enfleshed seeks to create and facilitate “spiritual nourishment for collective liberation.”
Someone recently asked what we mean by that – “collective liberation.” A good and important question. We thought we’d take the time to share our answer here.
Collective liberation is the sought outcome of what Micah Bazant says so well, that there can be “No Pride For Some of Us Without Liberation For All of Us.” It is what we hope for, strive for, aim towards with our lives and spirits and resources.
It’s the eschatology for a theology that claims all life is entangled, inseparable, permeable, eternally woven together. It rejects individualism. Celebrates collaboration. And acknowledges the difficulty of the fact that we need each other.
It is more than inclusion, tolerance, or representation. It’s an altogether different paradigm.
It’s a claim that salvation resides in the places where queer and trans liberation, Black and Brown and Indigenous and POC liberation, Palestinian liberation, economic liberation, liberation of the earth and all life forms, feminism, womanism, disability justice, abolition, and harm reduction all coalesce. It is global. It is explicitly anti-Christian supremacy, though some come by pathways of Christianity. Its wisdom is born from the edges, the fringes, the liminal spaces. It is always evolving and/or returning and/or emerging thought in relationship to new encounters. It is always incomplete.
And this salvation is material. It is political. It is bodily. It is not abstract nor strictly a practice of belief – though it is spiritual, too.
It sings. It dances. It weeps. It has good sex. It redistributes resources, tends wounds, tells truths, and hinges on the power of God that lives and moves in and through us. And this salvation is good news, too, for those who oppress and bear legacies of domination and power – it is the way of freedom from all that wrings out our souls and leaves us dehumanized in the process of dehumanizing others. It requires repentance and repair – serious and lasting.
Collective liberation is a labor of love-justice. An outcome of transformation. It does not come by way of institutions, it will not be handed down from thrones of power, and it does not repeat patterns of domination. It is ground-up business. It is relational. It is tender and poetic and fierce. It can be somber and full of grief. But it also requires attention to pleasure and joy and desire and delight.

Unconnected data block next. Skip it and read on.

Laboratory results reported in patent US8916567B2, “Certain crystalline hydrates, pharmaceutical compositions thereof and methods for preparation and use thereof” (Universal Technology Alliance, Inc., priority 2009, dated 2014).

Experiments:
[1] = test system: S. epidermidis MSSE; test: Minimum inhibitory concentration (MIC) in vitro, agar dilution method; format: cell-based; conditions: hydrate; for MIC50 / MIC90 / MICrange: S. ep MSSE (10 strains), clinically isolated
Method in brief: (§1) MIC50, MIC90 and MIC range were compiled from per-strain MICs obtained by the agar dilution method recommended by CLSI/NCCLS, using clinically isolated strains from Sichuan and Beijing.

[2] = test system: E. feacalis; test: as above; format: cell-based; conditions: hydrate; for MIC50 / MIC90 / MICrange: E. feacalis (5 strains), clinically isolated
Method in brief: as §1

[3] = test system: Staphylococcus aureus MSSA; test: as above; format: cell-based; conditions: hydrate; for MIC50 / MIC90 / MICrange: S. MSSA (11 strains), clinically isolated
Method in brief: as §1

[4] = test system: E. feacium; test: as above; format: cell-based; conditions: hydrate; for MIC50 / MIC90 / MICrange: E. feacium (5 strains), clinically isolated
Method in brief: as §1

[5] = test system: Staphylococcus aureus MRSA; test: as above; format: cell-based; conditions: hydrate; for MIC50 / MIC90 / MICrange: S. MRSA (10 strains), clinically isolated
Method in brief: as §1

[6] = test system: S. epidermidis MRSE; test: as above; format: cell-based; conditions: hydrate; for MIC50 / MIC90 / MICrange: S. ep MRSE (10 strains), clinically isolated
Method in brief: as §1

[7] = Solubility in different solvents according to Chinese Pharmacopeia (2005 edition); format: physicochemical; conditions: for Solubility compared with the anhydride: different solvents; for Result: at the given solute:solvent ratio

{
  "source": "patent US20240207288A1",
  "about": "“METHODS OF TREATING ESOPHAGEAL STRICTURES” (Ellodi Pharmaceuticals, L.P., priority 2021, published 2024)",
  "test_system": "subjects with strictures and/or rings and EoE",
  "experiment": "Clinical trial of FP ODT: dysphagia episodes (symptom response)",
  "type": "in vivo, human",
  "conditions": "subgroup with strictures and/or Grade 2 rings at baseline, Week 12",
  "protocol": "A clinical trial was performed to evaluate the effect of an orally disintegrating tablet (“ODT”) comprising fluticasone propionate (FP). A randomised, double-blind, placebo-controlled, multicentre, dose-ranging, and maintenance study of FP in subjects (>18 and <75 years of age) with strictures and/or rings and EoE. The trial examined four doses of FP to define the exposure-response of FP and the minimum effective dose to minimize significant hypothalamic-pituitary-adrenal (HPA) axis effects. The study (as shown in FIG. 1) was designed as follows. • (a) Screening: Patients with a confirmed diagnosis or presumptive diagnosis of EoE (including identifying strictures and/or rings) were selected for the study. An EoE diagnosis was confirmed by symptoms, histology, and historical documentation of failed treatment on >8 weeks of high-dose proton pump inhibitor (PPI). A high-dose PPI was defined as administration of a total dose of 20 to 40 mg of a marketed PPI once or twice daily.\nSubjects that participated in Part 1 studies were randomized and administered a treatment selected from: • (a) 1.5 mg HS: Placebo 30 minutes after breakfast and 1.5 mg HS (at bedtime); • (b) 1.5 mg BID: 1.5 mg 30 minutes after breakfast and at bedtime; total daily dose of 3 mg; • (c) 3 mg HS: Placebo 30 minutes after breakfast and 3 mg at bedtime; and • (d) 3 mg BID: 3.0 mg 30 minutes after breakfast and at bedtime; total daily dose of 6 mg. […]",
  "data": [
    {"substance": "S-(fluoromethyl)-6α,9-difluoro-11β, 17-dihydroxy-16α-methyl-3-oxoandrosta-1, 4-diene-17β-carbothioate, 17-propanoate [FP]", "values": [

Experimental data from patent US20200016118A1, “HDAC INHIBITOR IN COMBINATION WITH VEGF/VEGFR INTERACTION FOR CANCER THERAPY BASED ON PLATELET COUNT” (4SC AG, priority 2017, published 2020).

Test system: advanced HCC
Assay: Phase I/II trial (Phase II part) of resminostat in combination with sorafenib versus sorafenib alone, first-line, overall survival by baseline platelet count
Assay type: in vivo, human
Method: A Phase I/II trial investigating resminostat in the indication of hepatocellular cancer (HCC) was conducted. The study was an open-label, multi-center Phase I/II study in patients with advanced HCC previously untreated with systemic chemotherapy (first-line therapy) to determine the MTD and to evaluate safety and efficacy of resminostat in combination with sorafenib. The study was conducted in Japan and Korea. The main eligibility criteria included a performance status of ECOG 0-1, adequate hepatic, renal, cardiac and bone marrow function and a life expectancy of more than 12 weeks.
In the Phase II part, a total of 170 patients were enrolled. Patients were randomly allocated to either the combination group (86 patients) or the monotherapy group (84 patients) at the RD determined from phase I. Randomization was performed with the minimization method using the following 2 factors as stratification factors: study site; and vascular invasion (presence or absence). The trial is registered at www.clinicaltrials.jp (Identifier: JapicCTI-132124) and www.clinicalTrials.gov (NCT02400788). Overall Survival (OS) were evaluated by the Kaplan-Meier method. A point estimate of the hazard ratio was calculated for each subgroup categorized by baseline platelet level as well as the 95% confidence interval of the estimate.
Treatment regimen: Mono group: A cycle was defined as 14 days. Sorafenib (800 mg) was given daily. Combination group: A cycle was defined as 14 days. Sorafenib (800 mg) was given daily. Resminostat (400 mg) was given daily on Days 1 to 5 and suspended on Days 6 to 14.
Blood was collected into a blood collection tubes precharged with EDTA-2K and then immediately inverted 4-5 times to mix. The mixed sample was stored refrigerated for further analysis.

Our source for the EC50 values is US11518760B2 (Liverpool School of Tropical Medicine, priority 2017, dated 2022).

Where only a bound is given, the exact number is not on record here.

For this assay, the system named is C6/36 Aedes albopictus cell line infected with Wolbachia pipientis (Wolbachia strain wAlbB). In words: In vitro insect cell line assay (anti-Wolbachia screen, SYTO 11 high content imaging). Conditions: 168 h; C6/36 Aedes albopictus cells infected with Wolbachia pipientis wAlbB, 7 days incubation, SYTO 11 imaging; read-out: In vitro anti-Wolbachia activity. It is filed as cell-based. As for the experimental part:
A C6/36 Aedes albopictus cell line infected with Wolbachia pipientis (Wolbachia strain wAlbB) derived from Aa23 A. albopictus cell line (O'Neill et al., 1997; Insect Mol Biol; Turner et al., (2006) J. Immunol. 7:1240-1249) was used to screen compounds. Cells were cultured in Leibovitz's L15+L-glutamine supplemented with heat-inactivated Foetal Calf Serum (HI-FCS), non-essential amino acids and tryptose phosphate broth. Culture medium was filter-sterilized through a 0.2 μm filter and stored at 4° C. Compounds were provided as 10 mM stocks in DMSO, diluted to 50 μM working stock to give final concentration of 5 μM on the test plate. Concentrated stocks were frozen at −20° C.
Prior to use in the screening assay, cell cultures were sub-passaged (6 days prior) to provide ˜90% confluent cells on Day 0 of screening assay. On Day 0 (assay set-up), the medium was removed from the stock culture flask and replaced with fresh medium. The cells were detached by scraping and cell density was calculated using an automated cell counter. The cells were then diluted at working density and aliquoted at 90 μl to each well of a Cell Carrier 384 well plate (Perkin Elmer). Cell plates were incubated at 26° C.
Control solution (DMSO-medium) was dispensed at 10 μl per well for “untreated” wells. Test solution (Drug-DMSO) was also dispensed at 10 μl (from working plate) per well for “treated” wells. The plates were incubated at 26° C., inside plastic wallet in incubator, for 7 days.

To bring it about – to birth this future of God, this kindom enfleshed – asks different things of different people and creatures. There is no universal path. Depending on relationships to various systems and legacies of power as well as unique stories and contexts of our lives, different actions and beliefs must be practiced as freedom. White people have different pathways than BIPOC people. Queer people have different pathways than straight people. The land, the water, the creatures – they have their own way of reaching toward freedom. Though collective liberation is ultimately good for all life, its birth will come with costs. Its birth depends on individual paying attention – to what must be done differently in each life. Its pathways are not individualistic but they are individualized. Particular. Specific. Based on relationships to what must be let go of, reached for, given up, handed over, taken up, fought for, fought against, celebrated, mourned, and more.
Its truths can be ugly. And they are sometimes painful. And though they are soft, they are not invested in being nice. They speak truth to power. They break silences. They reject unity that compromises anyone’s humanity or well-being. They disrupt false equivalences and they queer claims of absolutism.
Collective liberation is haunted by violence and atrocities past and present. It remembers. It unveils. It claims the goodness that can be and become but does not hide from the gruesome capabilities of humanity – especially as power seduces and whiteness corrupts.
To learn and unlearn, to connect and create, to labor and to love in ways that will enable this salvation – this collective liberation where everyone thrives with access to resources, with agency and no fear of violence, with the right to rest and play and create free from exploitation, – requires spiritually laboring today.
And this laboring requires spiritual nourishment. Bread for the journey. Nutrients of faith that feed aliveness within and between and around. A way to savor spiritually the regular in-breaking of this kindom we strive for. We cannot afford to rush too quickly past glimpses, senses, feelings, encounters, tastes of it.
This is a long-game situation. It is slow work – generations of work – though it does sometimes erupt with its urgency.
enfleshed seeks to provide just one piece of what’s necessary for showing up and staying on paths to collective liberation. A place to feast spiritually that the work may continue. An invitation to dig deeper, to tend beauty, and to build – one ordinary practice at a time – new patterns for life together.